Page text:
US automotive giant General Motors (GM) has added another high-profile member to the team charged with handling the crisis surrounding the company's most recent vehicle recall.
On Monday GM recalled 2.6m vehicles for faulty ignition switches. A failure in those meant that cars were at risk of losing their power-steering even while in motion. Year-to-date the manufacturer has recalled almost 7m vehicles Stateside, nearly as many as in all of the last four years. Critically, the component failure has been linked to 13 deaths so far.
The company's announcement was decided on by Mary Barra, who took on the role of Chief Executive just last January 15th. It was followed by an appearance from Barra before Congress, on Wednesday, which saw her field very aggressive queries.
While some might salute her efforts to clear up the matter there are those who described her answers as lacking substance. Some of the Congressmen present even described some of her comments as "unacceptable."
There is a time for everything
Having said that, and even though it is surely only a coincidence, now that a new Chief Executive is in place this might be a particularly good time to tackle the problem. As well, the firm's financial health is considerably more robust now that it has emerged from bankruptcy.
While GM apparently received complaints regarding the ignition switches on its Chevrolet Cobalts dating as far back as 2004, since the car-maker emerged from Chapter 11 in 2009 it may be able to reduce, if not dodge, legal liability, some believe.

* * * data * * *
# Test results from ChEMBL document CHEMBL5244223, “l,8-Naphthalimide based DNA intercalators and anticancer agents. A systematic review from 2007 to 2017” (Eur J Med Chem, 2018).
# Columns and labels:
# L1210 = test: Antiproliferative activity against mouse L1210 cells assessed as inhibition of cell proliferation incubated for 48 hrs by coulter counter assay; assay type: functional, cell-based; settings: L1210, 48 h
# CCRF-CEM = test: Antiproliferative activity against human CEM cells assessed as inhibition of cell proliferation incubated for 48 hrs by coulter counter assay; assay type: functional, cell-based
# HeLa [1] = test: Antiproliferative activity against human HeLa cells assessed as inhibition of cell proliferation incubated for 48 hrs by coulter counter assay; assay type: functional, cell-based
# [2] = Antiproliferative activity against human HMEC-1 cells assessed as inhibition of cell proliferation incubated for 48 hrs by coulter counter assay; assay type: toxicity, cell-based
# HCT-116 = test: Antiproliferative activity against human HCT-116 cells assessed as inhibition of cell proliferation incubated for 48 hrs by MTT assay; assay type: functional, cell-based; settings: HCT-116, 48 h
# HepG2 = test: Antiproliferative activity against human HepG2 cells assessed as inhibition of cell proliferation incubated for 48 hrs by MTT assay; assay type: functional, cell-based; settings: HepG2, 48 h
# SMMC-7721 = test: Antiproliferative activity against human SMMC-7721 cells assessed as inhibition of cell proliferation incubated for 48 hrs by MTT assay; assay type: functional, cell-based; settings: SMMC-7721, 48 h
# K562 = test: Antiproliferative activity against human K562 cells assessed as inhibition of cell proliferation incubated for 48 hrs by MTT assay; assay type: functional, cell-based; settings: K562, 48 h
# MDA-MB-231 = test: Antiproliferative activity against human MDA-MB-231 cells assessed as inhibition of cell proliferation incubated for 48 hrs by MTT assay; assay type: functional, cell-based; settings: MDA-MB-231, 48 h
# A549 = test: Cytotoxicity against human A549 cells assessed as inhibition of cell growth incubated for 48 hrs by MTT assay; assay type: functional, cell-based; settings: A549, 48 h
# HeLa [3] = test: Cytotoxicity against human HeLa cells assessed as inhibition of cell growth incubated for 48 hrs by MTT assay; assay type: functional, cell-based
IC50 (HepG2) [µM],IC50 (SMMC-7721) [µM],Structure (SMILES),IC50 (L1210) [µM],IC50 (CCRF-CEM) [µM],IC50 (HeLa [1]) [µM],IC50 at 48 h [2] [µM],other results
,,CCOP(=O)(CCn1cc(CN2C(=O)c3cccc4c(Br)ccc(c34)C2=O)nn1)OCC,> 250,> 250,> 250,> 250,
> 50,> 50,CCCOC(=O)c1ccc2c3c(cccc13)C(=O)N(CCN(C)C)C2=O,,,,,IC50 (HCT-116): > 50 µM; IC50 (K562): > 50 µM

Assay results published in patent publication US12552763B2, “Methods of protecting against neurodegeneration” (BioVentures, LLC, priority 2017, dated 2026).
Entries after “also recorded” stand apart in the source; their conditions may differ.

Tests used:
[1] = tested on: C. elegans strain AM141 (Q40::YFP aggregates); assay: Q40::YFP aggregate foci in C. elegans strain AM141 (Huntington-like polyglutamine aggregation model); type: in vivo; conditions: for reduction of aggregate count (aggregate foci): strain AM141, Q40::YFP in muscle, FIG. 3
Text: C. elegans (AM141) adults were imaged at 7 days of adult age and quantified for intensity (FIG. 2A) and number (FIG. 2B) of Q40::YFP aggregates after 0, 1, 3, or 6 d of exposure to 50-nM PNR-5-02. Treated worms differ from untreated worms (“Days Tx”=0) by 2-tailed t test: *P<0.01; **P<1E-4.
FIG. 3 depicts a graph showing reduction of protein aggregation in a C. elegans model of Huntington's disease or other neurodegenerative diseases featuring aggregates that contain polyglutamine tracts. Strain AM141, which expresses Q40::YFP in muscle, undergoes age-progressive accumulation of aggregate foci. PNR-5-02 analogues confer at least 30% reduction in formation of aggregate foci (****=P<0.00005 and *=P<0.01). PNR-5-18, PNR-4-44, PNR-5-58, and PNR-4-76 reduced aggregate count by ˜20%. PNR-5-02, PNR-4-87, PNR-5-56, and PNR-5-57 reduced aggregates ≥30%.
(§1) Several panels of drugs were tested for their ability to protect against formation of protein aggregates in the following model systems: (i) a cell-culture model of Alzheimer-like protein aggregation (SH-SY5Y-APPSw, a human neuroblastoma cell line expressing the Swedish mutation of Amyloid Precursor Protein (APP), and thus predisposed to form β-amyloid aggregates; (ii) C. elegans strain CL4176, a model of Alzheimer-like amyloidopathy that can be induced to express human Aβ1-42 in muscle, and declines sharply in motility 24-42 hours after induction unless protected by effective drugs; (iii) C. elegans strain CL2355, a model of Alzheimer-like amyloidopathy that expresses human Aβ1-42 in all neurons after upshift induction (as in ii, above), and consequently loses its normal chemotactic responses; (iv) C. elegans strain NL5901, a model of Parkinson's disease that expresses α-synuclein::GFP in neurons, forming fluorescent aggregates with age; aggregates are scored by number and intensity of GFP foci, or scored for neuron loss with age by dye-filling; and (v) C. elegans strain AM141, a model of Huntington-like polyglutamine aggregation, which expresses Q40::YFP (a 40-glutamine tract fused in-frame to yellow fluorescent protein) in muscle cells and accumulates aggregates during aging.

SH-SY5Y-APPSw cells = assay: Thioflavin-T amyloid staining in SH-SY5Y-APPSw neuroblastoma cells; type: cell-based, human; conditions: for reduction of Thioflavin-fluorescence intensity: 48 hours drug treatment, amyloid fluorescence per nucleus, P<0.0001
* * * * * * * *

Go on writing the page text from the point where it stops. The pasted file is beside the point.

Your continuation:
That is because technically, in legal terms at least, it is no longer the 'same' GM.
Jeff Eller enters the scene
On Thursday Bloomberg reported that crisis-communications expert Jeff Eller has been placed on retainer. He was Director of Media of Affairs for the Clinton White House.
He will join other heavyweights such as Kenneth Feinberg, the lawyer in charge of managing the funds for the victims of the September 11th terrorist attacks, or Anton Valukas, who prepared the report on the bankruptcy of Lehman Brothers. Both of these new hires will head up the internal company investigation into the above chain of events.
Lastly, during Wednesday's testimony David Friedman, the current administrator of the National Highway Traffic Safety Administration (NHTSA), said that GM had uncovered "critical information" which the regulator had not seen before but might have triggered an investigation earlier.
So far markets seem to have brushed off the revelations, with the shares
having risen by nearly 1% since the close of trading last Friday. As of 17:09 they were at $35.03.